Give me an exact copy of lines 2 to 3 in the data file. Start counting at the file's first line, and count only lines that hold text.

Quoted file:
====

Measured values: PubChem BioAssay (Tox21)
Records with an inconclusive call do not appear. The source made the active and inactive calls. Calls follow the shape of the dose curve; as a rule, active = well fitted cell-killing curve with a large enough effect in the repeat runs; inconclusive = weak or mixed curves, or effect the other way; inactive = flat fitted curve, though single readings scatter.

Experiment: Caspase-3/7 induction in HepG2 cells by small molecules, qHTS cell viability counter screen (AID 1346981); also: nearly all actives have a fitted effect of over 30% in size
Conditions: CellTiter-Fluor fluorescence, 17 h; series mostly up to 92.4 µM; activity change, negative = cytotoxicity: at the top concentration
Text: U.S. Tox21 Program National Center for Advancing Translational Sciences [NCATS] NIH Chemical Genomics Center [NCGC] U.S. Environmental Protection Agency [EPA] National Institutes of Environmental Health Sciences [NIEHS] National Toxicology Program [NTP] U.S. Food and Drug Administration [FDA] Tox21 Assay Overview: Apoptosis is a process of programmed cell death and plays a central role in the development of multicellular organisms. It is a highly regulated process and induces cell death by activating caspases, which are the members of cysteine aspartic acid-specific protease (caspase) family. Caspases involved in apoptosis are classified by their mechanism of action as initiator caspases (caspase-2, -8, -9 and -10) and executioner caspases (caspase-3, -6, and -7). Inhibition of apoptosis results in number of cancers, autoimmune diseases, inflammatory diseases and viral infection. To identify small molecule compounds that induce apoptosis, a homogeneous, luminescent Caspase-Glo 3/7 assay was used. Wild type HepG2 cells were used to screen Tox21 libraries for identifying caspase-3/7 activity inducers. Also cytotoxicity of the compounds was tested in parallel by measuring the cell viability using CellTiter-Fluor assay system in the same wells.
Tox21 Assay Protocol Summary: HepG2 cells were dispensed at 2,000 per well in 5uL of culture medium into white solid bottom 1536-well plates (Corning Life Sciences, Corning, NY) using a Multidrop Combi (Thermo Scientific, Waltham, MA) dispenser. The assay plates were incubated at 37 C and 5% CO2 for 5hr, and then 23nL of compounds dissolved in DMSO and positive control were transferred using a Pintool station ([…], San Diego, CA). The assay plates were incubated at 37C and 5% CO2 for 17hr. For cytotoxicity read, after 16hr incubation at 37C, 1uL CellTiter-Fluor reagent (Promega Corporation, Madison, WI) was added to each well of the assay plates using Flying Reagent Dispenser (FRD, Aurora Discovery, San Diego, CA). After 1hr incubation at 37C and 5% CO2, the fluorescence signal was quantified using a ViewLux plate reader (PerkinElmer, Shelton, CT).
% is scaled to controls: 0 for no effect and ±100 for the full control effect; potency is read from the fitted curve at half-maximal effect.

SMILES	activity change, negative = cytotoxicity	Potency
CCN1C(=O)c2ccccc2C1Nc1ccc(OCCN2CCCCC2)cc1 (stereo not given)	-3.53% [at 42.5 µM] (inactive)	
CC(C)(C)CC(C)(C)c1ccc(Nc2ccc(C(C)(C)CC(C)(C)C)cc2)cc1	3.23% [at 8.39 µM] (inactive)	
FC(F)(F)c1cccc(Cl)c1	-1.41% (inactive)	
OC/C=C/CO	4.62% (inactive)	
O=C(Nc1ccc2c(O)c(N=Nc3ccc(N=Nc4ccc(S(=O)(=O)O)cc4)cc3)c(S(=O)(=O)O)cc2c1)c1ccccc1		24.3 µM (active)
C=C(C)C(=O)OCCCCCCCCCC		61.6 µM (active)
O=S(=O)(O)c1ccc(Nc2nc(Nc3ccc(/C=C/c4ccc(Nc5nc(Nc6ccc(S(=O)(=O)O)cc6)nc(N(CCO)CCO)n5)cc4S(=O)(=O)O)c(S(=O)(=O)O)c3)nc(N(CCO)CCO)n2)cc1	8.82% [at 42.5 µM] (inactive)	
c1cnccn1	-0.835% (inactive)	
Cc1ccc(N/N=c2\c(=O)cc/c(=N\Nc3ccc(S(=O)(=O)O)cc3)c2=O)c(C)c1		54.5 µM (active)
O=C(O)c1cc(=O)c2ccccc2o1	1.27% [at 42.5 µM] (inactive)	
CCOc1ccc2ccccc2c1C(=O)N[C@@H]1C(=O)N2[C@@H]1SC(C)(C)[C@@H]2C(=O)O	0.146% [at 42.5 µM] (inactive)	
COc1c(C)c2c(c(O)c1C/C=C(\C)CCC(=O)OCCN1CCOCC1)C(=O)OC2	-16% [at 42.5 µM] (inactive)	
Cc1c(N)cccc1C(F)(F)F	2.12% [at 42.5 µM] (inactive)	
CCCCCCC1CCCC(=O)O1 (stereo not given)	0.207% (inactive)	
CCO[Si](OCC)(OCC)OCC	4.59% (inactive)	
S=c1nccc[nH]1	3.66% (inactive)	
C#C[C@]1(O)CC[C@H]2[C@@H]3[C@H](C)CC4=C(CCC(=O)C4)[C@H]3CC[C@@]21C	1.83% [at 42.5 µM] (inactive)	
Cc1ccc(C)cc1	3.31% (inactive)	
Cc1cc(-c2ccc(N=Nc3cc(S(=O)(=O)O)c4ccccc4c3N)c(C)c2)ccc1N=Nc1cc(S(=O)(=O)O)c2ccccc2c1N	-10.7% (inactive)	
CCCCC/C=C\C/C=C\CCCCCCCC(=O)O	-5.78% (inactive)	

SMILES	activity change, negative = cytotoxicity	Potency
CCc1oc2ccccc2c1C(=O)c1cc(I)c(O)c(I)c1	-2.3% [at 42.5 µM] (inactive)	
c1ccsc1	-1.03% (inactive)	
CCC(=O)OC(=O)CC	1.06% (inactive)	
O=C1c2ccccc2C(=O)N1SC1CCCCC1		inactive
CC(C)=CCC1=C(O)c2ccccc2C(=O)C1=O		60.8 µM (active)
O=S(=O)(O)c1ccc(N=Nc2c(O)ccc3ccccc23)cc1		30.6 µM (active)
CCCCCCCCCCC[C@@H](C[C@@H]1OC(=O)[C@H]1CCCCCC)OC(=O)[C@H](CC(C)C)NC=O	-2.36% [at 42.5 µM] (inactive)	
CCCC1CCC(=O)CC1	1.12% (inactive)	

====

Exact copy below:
Records with an inconclusive call do not appear. The source made the active and inactive calls. Calls follow the shape of the dose curve; as a rule, active = well fitted cell-killing curve with a large enough effect in the repeat runs; inconclusive = weak or mixed curves, or effect the other way; inactive = flat fitted curve, though single readings scatter.

Experiment: Caspase-3/7 induction in HepG2 cells by small molecules, qHTS cell viability counter screen (AID 1346981); also: nearly all actives have a fitted effect of over 30% in size